As the staff correctly points out in the release, companies generally are able to release earnings announcements before they file their periodic reports with the Commission. Advances in technology have allowed companies to track earnings fairly reliably on an ongoing basis, which allows them to make these announcements relatively quickly after the data has been compiled. However, this is not necessarily the case with all of the other data required to be collected and compiled for purposes of preparing an annual or quarterly report.

While it is true the audit process is nearly complete by the time the earnings reports are released, the end of the audit marks the beginning of the process to complete the annual report. Data required by Item 1 of Form 10-K alone requires significant research, compilation and analysis, most of which cannot begin until after the audit process is complete. We know first-hand from some of our clients that it can take weeks to cull through the data from various business segments and condense it down for inclusion in the annual report. Obviously, the larger and more diversified a registrant's businesses are, the more difficult it is to pull this information together.

Additional problems can occur when a registrant has made a significant acquisition or disposition, especially for quarterly reports. It is likely that a significant transaction will have a substantial impact on the footnote disclosure in the financial statements, as well as with respect to the MD&A. It can take a fairly long period of time to integrate systems and compile data from new sources and thirty days might not be enough time after the end of the quarter to adequately gauge the full impact of the transaction. While under the current system, Form 12b-25 might be available, the proposal would shorten the time period allowed to take advantage of that form, leaving it with little use.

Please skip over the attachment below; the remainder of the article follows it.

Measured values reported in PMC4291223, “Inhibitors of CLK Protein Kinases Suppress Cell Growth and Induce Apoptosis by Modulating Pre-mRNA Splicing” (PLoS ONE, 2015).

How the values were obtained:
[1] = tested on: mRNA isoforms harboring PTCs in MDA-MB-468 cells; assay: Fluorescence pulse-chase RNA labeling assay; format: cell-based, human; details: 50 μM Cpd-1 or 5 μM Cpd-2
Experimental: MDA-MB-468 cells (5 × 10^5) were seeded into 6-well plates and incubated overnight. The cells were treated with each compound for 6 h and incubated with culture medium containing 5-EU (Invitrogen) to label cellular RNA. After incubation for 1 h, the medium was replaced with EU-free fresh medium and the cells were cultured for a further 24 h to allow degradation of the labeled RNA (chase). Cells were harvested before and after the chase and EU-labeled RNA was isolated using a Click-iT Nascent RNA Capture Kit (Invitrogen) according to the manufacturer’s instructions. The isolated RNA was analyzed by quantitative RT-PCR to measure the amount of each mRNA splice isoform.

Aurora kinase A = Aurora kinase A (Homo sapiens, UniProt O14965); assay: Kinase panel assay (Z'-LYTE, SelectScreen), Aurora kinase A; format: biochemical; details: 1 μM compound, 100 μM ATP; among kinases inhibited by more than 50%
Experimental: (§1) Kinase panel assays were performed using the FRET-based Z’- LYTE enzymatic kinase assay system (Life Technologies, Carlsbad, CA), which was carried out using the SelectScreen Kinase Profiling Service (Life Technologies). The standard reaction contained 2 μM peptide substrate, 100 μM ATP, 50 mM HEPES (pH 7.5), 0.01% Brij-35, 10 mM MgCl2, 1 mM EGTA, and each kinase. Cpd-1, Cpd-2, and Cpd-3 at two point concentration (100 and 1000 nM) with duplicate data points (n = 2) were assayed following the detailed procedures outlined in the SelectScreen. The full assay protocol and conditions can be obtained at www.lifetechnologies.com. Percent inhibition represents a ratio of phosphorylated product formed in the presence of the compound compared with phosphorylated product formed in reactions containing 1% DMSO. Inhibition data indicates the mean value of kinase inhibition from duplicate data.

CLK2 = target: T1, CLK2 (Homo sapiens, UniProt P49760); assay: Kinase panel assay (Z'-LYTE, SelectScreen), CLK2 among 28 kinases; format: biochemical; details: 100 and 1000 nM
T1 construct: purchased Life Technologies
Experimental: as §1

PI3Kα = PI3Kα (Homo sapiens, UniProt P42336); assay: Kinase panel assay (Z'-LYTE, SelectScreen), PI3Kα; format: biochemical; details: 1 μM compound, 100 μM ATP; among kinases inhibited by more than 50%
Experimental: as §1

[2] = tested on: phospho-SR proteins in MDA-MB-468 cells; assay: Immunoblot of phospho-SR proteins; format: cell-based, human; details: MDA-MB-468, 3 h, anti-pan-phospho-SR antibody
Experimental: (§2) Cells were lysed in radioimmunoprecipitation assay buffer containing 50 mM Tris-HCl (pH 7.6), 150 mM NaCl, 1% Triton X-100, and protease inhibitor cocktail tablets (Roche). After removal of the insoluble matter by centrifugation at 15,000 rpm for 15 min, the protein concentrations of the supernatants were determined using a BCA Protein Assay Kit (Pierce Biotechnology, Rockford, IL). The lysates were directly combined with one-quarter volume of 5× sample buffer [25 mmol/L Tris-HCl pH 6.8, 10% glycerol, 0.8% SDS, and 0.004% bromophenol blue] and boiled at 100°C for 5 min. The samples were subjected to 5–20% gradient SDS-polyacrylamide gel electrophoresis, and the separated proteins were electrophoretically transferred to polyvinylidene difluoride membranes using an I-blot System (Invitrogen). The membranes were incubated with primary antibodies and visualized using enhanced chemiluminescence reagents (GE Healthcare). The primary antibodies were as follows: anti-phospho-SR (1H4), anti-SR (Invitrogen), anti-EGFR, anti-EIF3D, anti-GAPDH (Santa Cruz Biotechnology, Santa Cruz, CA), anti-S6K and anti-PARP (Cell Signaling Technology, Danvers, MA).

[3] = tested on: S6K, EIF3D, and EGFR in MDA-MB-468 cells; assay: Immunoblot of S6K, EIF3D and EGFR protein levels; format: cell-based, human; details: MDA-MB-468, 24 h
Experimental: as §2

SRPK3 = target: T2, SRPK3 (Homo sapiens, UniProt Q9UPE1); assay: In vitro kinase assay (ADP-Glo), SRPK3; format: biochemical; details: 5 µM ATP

Even among our clients that have a fairly large group of in-house attorneys and accountants, the work required to prepare periodic reports diverts a significant amount of human resources from day-to-day tasks. We have been told by these clients that they envision substantial disruption of their work routines in order to meet the proposed deadlines. Our clients that rely on outside assistance to complete the periodic reports are even more concerned that they will not be able to prepare the necessary data to allow their lawyers and accountants time to have the reports prepared promptly. They envision, and we as providers also expect, significant competition for these outside resources. This will drive up costs for all registrants, since both types of clients will require the added services of their outside auditors and accountants.